Perhaps we are carrying so many hurts, disappointments, and personal failures that we think God is out to get us, that God is our enemy. Now, if this is what you think of God, then you probably are going to decline to attend His banquet.

Then there is the problem of thinking you do not need what God has to give you. Lots of people have this problem, not just unbelievers, but even people who grew up in the church. This problem starts whenever a sinner says to himself, “I am really not that bad of a person, and so I really do not need to go to church, pray, read the Bible, confess my sins, or receive the Lord’s Supper.” Do you see the heart of the problem? Here is a sinner who refuses to admit that he is a beggar before God. And when you do not like to admit that you are a beggar before God, then you will have no yearning to feast at His banquet of salvation.

Finally, there is the problem of considering the things of this world as more precious than God’s gift of salvation. The three men in today’s Gospel despised the master’s invitation. They used their property, possessions, and even family as excuses for staying away from the banquet. What about you? Are you using your property, possessions, and family as excuses for neglecting God’s gift of salvation?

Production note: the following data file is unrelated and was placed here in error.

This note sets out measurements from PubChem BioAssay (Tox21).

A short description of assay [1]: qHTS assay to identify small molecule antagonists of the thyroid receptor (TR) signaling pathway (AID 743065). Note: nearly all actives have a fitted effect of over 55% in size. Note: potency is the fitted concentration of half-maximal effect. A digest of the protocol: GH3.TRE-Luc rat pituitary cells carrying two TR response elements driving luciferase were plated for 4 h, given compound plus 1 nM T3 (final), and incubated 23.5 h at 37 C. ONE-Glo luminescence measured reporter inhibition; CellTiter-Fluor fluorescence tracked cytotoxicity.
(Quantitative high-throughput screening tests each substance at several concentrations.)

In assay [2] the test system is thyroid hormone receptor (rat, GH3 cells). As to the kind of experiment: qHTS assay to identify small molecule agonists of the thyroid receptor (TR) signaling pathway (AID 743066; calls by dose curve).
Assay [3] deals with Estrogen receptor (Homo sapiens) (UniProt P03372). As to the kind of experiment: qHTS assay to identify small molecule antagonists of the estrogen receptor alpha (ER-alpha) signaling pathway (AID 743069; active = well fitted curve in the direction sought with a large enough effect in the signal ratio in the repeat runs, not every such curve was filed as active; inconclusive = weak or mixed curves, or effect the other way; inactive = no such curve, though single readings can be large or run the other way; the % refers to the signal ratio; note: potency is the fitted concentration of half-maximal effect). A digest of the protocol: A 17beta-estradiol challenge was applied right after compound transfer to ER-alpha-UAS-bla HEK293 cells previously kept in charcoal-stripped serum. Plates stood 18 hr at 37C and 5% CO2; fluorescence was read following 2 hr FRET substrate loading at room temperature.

Two certainties—our needing to repent and God’s banquet being full

Martin Luther said a Christian should be willing to run a hundred miles to take advantage of confession and absolution. But we have it easy. We need simply set the alarm in time to drive to church, and we know that our pastor will be there to absolve us, to preach the salvation God gives in Jesus, and to distribute the very Body and Blood of Jesus, the same Body nailed to the cross, the same Blood shed on the cross to save sinners. Your pastor is also willing to meet in private with any parishioner to absolve, to pray with, and to commune. You also have Bibles and devotional materials in your homes to help you pray and mediate on God’s Word each day. Truly, your days should be overflowing with the holy things that deliver the feast of salvation to you. But is your life overflowing, daily and weekly feasting on God’s Holy Word and Supper? Or do you need to repent of how you have misused your property, possessions, and family as excuses for neglecting God’s invitation to feast with Him? I invite you to join me in repenting, for I too need to repent of thinking too little of God, too much of myself, and of misusing earthly gifts in order to snub God, the gracious Host of our salvation.